I’ve long ago admitted that I have a bit of a cookbook obsession. In fact, I recently purged over 50 cookbooks from my collection because – much as I loved them – they were collecting more dust than providing inspiration. Clean Food: A Seasonal Guide to Eating Close to the Source by Terry Walters won’t be joining that group anytime soon.
The cookbook includes more than 250 recipes for foods that are divided into recipes for the four seasons, plus snacks. It focused on whole foods and eating foods that are as minimally processed as possible. The book starts with an introduction explaining the importance of this and includes information on tools you’ll need to cook the recipes, along with explanations on each of the types of foods from legumes to grains to nuts and more that shares what they are, why they are important, and other considerations. For those who aren’t as comfortable cooking or are looking to move away from more processed foods, this provides a great introduction and preparation before simply starting to cook.
Each season has recipes from soups to vegetables to desserts, segmented so you can find all your grains together, for example. I love how this helps me eat more seasonally and locally, remembering that as we exited spring, I’m moving away from my favorite asparagus and into corn and tomatoes instead. Better even than the health benefits from eating seasonally are the more direct impacts. Seasonal foods are cheaper, which means my grocery bill is lower – something I always appreciate – and seasonal foods means they’re more local, which reduces the trucking and shipping my food needed to reach me.
I didn’t realize at first when going through this cookbook that there is no meat in it whatsoever. In my mind, clean eating can and does include chicken and beef and fish, though there are no recipes for them in this cookbook. I’m ok with that, knowing that I can easily supplement elsewhere, though there are plenty of filling protein options using legumes and other sources for main dishes. One thing I do appreciate about the cookbook is that each recipe has been adapted to be gluten and cassein (dairy) free. For those with dietary restrictions, that’s great news. For those of without those restrictions, it’s easy enough to use “real” milk instead of rice milk or to use regular flour, although some liquid measurements may then need to change.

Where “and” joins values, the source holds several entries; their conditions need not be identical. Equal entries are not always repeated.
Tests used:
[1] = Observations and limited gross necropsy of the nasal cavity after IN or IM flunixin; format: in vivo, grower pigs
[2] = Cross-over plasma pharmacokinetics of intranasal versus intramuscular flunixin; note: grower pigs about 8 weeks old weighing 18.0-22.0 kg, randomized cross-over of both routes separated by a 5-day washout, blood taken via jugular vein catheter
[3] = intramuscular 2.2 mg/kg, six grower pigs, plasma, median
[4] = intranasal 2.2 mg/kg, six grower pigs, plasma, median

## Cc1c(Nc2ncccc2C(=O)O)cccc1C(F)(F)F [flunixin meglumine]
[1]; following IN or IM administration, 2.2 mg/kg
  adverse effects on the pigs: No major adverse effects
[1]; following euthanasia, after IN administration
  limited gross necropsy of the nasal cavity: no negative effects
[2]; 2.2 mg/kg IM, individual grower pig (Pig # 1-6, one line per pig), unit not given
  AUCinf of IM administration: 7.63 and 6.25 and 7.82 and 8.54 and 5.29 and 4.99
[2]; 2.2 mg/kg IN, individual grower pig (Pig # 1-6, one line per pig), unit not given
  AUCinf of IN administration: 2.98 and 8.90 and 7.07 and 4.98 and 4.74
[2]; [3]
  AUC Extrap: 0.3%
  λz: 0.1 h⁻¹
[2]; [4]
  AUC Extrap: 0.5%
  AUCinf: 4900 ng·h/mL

The diversity within the cookbook impresses me, and I’m certainly inspired by it. I love that there are so many different options because I tend to get bored cooking the same meal repeatedly. I thoroughly enjoyed the barley with lemon and herbs this spring, along with the bok choy and chickpeas with cashews. There were flavors and ingredients that I hadn’t thought to combine before, and I enjoyed them. Moving into summer, I’m looking forward to summer rolls with lemon basil pesto, as well as the tangy tomato and tomattilo salad and the strawberry custard with fresh berries and lemon peel.
I do wish that there were more pictures of the recipes in the book. While each chapter is introduced with a seasonal photo, the recipe photos are only interspersed periodically within the book. I love seeing images of each recipe as the author intended it so that I have a model to work to and something to inspire my cooking. Each recipe is introduced with a short paragraph explaining its inspiration and germination, which I like. Seeing those little stories helps bring the recipe home for me.
Written by Michelle who can’t wait to cook up some summer favorites from Clean Eating – a philosophy she strongly believes in. See what she’s cooking up on her blog Honest & Truly! and follow along with her on Twitter where she is also @HonestAndTruly.